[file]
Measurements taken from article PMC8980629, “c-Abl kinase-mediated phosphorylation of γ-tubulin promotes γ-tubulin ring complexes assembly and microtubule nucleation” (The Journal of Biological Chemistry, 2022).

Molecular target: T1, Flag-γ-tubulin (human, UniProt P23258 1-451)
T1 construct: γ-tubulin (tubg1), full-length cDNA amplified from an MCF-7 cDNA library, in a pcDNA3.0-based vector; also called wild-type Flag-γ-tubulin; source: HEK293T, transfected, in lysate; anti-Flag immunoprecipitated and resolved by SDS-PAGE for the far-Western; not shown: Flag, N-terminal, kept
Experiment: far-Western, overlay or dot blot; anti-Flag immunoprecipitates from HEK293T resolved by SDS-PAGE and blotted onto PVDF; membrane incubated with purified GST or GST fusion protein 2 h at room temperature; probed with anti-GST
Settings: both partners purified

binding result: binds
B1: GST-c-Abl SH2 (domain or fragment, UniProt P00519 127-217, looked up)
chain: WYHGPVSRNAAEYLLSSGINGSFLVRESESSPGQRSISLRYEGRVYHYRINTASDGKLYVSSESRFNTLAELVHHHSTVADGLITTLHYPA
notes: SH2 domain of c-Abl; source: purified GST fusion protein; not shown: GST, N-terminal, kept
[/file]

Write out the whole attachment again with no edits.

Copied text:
Measurements taken from article PMC8980629, “c-Abl kinase-mediated phosphorylation of γ-tubulin promotes γ-tubulin ring complexes assembly and microtubule nucleation” (The Journal of Biological Chemistry, 2022).

Molecular target: T1, Flag-γ-tubulin (human, UniProt P23258 1-451)
T1 construct: γ-tubulin (tubg1), full-length cDNA amplified from an MCF-7 cDNA library, in a pcDNA3.0-based vector; also called wild-type Flag-γ-tubulin; source: HEK293T, transfected, in lysate; anti-Flag immunoprecipitated and resolved by SDS-PAGE for the far-Western; not shown: Flag, N-terminal, kept
Experiment: far-Western, overlay or dot blot; anti-Flag immunoprecipitates from HEK293T resolved by SDS-PAGE and blotted onto PVDF; membrane incubated with purified GST or GST fusion protein 2 h at room temperature; probed with anti-GST
Settings: both partners purified

binding result: binds
B1: GST-c-Abl SH2 (domain or fragment, UniProt P00519 127-217, looked up)
chain: WYHGPVSRNAAEYLLSSGINGSFLVRESESSPGQRSISLRYEGRVYHYRINTASDGKLYVSSESRFNTLAELVHHHSTVADGLITTLHYPA
notes: SH2 domain of c-Abl; source: purified GST fusion protein; not shown: GST, N-terminal, kept